This is a method for 8 shots. End of story.

      • rudeness shouldn’t be an option, What I mean is that we miss some v. important details on how the thing works in practice. If it’s fast, if it works in low light, etc. For instance I discarded superresolution Photoacute, because it was cumbersome.
        If this must become the main new feature of the new model, we need to know if it works well for everyday shots, so that IBIS makes a substantial difference, for instance in speed of acquisition. And if it is limited or not by the lack of electronic shutter.

        • A simplistic way to explain it is that it is ‘ Photoacute’, in Firmware, that is limited to accepting 8 Shots. Those 8 Shots are produced automatically (in Hardware, within the Camera) by shifting the Sensor a half pixel while the IBIS attempts to hold the Sensor steady so it can shift that tiny amount accurately.

          While automatic and simple it will certainly take 8 times longer to take exactly 8 times as many Shots under the same circumstances; thus objects might move and wreck the Shot.

          To attempt to avoid that you can use a faster Shutter speed and open it up (which changes the conditions) in order to get each Shot faster and avoid the blur (blur makes it more difficult to produce an enhanced Image with higher resolution).

          See post above for Link that explains more.

          • Yes. we are on the same page. But if one has to shoot at 1/6000 one will be limited to sunny days.

        • Piotr Kosewski

          First of all: this is still a rumor. I’ve read about it on multiple pages, but they all give 43rumors as the source. Given the fact what happened to other “sure things”, I’d suggest waiting.
          As for now, the best way to learn something is to read about Hasselblad implementation, because it actually exists and works. This is our expected solution. And it is slow, cumbersome and pretty much useful only in fully controlled environment with not moving objects.

          Maybe Olympus will optimize the process. Maybe this will be useful for shooting outdoor: landscapes, architecture and so on.
          But seriously… people have been asking questions like “will this work for shooting sport?”. No, it won’t!

          Olympus has used a mechanical IBIS in previous models. I’ll be very surprised if it could move a sensor by 0.5 px arbitrary.
          I would guess it has to measure the signal and “hunt” for the position. I would also guess that’s how Hasselblad’s shift works, because it’s *really slow*.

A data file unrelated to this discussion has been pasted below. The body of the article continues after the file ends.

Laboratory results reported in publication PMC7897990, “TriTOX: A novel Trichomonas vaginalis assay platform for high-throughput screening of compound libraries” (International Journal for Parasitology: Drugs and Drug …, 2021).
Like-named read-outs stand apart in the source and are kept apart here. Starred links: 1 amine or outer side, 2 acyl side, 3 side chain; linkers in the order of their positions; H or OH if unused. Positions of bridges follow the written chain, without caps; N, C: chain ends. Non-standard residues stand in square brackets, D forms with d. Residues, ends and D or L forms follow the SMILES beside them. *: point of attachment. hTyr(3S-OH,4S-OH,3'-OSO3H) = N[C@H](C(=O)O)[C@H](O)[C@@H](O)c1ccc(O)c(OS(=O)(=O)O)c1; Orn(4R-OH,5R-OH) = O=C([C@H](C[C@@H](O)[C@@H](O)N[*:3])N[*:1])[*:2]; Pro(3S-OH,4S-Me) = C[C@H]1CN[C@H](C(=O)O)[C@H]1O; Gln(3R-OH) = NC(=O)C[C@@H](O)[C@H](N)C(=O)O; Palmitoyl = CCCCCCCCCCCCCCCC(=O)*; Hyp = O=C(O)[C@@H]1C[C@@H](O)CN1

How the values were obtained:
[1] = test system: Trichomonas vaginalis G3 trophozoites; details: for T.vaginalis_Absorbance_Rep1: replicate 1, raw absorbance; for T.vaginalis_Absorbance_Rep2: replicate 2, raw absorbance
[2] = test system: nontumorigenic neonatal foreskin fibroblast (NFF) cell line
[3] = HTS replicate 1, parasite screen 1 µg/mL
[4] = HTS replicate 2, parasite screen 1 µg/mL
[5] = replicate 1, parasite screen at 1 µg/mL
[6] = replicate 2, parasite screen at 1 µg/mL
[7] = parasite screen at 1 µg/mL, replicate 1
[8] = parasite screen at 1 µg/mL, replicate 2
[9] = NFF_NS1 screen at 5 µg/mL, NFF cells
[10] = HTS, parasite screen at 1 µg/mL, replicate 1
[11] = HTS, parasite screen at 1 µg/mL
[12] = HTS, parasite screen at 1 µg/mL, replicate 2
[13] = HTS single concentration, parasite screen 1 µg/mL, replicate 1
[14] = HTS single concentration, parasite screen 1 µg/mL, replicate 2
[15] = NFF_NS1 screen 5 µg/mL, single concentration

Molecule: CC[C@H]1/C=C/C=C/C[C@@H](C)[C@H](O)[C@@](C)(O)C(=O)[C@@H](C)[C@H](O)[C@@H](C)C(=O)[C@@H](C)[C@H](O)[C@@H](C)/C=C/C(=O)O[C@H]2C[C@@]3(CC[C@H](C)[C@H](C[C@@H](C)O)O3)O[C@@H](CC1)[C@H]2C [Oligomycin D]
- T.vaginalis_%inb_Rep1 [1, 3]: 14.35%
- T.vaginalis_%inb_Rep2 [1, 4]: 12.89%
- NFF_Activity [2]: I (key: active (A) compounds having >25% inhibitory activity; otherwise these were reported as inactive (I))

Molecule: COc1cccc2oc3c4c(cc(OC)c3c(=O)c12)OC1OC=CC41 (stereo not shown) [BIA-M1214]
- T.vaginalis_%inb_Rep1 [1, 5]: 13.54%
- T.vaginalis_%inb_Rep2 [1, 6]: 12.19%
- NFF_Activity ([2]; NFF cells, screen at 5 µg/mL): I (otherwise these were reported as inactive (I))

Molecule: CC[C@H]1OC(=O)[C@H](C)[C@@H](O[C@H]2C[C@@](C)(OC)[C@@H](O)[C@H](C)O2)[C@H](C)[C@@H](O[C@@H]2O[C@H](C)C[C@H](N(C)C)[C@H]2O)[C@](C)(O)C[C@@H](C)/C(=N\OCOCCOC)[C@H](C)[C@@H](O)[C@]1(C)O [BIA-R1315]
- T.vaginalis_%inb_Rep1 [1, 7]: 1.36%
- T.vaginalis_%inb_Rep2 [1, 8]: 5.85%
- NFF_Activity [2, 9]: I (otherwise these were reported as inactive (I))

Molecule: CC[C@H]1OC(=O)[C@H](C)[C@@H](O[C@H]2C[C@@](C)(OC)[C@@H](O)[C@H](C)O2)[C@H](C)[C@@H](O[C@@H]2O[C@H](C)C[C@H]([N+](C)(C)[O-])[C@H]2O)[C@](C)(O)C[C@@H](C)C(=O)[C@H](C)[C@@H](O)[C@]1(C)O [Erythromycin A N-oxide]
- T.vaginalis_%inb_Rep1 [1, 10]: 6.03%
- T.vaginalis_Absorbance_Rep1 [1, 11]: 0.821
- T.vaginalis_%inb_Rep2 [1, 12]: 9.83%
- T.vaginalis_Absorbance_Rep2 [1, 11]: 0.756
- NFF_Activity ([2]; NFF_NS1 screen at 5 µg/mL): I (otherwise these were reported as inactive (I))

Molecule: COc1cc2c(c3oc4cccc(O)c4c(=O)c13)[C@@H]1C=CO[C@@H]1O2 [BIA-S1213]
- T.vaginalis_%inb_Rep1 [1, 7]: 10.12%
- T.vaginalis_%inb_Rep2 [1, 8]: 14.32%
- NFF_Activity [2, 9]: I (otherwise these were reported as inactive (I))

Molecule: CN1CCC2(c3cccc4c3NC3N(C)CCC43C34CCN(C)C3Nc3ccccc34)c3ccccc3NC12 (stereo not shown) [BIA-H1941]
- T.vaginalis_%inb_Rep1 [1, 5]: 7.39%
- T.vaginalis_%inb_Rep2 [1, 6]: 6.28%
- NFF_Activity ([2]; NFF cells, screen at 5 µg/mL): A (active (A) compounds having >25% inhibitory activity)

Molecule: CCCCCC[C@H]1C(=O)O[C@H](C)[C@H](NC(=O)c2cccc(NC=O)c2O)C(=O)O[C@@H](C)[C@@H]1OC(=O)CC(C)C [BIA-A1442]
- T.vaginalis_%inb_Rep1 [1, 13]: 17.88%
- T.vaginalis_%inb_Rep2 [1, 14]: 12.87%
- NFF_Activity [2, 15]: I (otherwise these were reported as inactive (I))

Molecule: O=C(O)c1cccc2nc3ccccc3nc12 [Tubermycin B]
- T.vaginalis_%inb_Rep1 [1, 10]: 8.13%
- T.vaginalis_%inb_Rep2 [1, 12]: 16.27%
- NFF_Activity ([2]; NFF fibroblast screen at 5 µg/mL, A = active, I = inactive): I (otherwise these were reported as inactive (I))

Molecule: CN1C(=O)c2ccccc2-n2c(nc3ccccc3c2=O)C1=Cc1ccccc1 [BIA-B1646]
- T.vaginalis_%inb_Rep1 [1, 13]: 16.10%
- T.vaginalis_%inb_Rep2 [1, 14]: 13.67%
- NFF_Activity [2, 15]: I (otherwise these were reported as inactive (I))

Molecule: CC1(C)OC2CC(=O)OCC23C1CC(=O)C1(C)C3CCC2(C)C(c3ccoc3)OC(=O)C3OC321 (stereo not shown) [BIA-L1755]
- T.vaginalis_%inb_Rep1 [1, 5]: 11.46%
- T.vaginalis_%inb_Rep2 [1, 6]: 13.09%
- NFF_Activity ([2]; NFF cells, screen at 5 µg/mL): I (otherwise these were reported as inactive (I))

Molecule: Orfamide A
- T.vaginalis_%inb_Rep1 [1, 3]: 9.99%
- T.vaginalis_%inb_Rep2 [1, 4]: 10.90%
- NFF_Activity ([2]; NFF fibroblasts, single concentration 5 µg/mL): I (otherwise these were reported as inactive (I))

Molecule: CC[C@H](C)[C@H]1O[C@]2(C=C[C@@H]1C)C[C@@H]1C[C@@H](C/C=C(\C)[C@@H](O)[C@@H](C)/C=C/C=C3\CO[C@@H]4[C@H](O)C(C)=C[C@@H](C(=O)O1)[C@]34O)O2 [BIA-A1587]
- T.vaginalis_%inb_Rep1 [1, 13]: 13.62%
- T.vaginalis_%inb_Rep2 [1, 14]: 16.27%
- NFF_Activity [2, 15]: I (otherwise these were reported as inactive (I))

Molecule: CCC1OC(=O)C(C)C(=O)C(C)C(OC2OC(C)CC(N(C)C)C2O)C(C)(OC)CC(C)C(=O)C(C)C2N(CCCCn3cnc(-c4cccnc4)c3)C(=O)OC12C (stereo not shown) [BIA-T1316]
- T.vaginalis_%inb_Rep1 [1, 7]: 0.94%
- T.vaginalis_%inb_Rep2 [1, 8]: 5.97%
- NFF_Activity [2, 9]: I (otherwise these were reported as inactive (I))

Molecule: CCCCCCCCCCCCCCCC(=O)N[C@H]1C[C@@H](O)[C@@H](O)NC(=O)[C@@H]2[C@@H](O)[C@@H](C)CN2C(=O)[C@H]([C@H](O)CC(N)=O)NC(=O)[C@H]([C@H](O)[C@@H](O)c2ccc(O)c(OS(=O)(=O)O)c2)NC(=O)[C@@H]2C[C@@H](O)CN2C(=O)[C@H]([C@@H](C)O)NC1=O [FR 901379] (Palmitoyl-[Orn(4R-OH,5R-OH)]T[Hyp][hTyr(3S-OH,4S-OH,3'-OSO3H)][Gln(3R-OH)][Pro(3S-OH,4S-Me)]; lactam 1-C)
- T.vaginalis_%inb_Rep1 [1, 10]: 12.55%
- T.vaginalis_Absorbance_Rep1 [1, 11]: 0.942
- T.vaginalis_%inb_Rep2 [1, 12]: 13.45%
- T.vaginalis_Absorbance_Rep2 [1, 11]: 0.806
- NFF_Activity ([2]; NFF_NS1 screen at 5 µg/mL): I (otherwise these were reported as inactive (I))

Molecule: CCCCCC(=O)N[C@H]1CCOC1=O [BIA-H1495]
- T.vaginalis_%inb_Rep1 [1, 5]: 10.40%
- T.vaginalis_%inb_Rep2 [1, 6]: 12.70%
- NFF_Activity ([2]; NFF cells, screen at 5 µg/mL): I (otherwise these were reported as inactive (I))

If S is your shutter speed, you should not expect the process to take 8 * S.
          You should think about 8 * S + X [7 shifts] + Y [to process].

          To give you and idea: Hasselblad’s 4-shot exposure needs additional 20s (X+Y).

    • Joseph Ferrari

      Wouldn’t it require electronic shutter?

      If it uses mechanical shutter, I wouldn’t touch it with a ten foot pole!

  • JohnH

    This article is amazingly uninformative . . .

    • ever hopeful

      It’s not meant to inform anybody – if you read it again it is someone’s proposition as to how it may work.

  • Joseph Ferrari

    Somehow it seems that in order to play in the professional league, you need to step up to the plate with the largest bat possible.

    As a wedding photographer, I would want to shoot the few shots that are candidates for enlargement with at least 24mp camera. For everything else, 16mp is more than enough. So, when I do a wedding I take both.

    As an event photographer, 16mp is more than enough. The days of print are at an end. So in most cases, I leave the FF home.

    Since I brought home the E-M5 (I pre-ordered) it has been part of my bag in shooting paid gigs.

    I don’t see this feature (40mp) as compelling to my work.

    • days of printing are at an end, means you only use it for screenview, means you dont need much MP. or do you like to crop around alot?

      • Olli Burger

        Ulli, did you forget to take youre medicine? I now prints from the M43 sensors are not that good but the rest of the world prints a lot.

        • digifan

          What BS is this? Prints from a (m)43 are every bit as good as from whatever camera. What a st.p.d statement.
          Mr Olli Burger go troll somewhere else, do you even own a camera? If you do you have never had anything printed from it, that’s for sure!
          There are other factors at play when you put pictures on paper and the quality of the output very much depends on the printing method and equippement. A standard print will have a totally different output then if the machine is setup for a specific picture. Compare it to the developpement proces in the film age.

        • come here mr Hamburger and i show you some blurb mags and a 50×70 labprint

    • Dale

      I have not printed a picture in over five years.

  • BLI

    8 frames by 16 Mpx should be 104 Mpx — if they move the sensor precisely each time. Why 40 Mpx then? To compensate for slight inaccuracies in the sensor positioning?? To attempt to compensate for movement in the subject? To average out noise???

    • BLI

      …eh 128 Mpx, of course :-)

    • Tom

      Look at the image used in the article, it’s not photo stitching! It’s a method of producing panchromatic pixels whilst using a CFA, the fact that it produces 40MP is I’d guess, more side-effect than raison d’etre.

  • Early Leaf digital backs did something similar with four shot backs. Shooting time was slightly longer than four times the shutter speed. Really only useful when nothing in the field of view was moving.

  • > “Hope sources can confirm or deny his “tech-guess” soon :) ”

    To do something, as close as possible to this, with your existing Camera and obtain a “stacked” (and NOT “stitched”) result you could use this (or a similar) FREE Program. This is how it works:

    http://www.astronomie.be/registax/previewv6singlerun.html

  • Richard

    I think people are taking the 8 shots and going off on a tangent.